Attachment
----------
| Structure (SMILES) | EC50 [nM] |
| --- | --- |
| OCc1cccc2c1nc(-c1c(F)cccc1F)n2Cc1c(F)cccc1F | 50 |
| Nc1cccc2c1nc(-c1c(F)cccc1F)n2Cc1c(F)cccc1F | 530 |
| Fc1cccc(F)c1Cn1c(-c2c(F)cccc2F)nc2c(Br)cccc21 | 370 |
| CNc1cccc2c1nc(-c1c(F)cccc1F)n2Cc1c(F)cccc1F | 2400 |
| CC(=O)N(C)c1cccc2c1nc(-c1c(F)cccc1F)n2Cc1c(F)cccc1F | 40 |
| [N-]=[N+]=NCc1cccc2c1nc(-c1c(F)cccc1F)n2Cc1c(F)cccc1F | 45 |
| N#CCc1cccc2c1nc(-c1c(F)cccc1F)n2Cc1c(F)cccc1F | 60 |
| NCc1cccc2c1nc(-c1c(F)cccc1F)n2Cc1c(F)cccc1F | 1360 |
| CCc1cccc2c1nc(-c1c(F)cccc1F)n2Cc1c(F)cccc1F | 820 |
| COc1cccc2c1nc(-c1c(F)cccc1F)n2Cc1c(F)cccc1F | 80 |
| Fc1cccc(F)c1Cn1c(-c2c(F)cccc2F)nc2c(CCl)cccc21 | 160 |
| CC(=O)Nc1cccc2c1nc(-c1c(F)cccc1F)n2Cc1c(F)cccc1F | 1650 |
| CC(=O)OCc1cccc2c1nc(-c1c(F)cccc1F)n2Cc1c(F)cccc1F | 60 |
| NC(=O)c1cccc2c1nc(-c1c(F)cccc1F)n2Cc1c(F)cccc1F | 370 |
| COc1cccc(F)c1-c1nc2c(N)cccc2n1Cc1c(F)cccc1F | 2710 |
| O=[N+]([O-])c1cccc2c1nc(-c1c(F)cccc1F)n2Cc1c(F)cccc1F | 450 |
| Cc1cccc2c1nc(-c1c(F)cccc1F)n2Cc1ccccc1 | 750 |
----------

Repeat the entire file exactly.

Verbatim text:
| Structure (SMILES) | EC50 [nM] |
| --- | --- |
| OCc1cccc2c1nc(-c1c(F)cccc1F)n2Cc1c(F)cccc1F | 50 |
| Nc1cccc2c1nc(-c1c(F)cccc1F)n2Cc1c(F)cccc1F | 530 |
| Fc1cccc(F)c1Cn1c(-c2c(F)cccc2F)nc2c(Br)cccc21 | 370 |
| CNc1cccc2c1nc(-c1c(F)cccc1F)n2Cc1c(F)cccc1F | 2400 |
| CC(=O)N(C)c1cccc2c1nc(-c1c(F)cccc1F)n2Cc1c(F)cccc1F | 40 |
| [N-]=[N+]=NCc1cccc2c1nc(-c1c(F)cccc1F)n2Cc1c(F)cccc1F | 45 |
| N#CCc1cccc2c1nc(-c1c(F)cccc1F)n2Cc1c(F)cccc1F | 60 |
| NCc1cccc2c1nc(-c1c(F)cccc1F)n2Cc1c(F)cccc1F | 1360 |
| CCc1cccc2c1nc(-c1c(F)cccc1F)n2Cc1c(F)cccc1F | 820 |
| COc1cccc2c1nc(-c1c(F)cccc1F)n2Cc1c(F)cccc1F | 80 |
| Fc1cccc(F)c1Cn1c(-c2c(F)cccc2F)nc2c(CCl)cccc21 | 160 |
| CC(=O)Nc1cccc2c1nc(-c1c(F)cccc1F)n2Cc1c(F)cccc1F | 1650 |
| CC(=O)OCc1cccc2c1nc(-c1c(F)cccc1F)n2Cc1c(F)cccc1F | 60 |
| NC(=O)c1cccc2c1nc(-c1c(F)cccc1F)n2Cc1c(F)cccc1F | 370 |
| COc1cccc(F)c1-c1nc2c(N)cccc2n1Cc1c(F)cccc1F | 2710 |
| O=[N+]([O-])c1cccc2c1nc(-c1c(F)cccc1F)n2Cc1c(F)cccc1F | 450 |
| Cc1cccc2c1nc(-c1c(F)cccc1F)n2Cc1ccccc1 | 750 |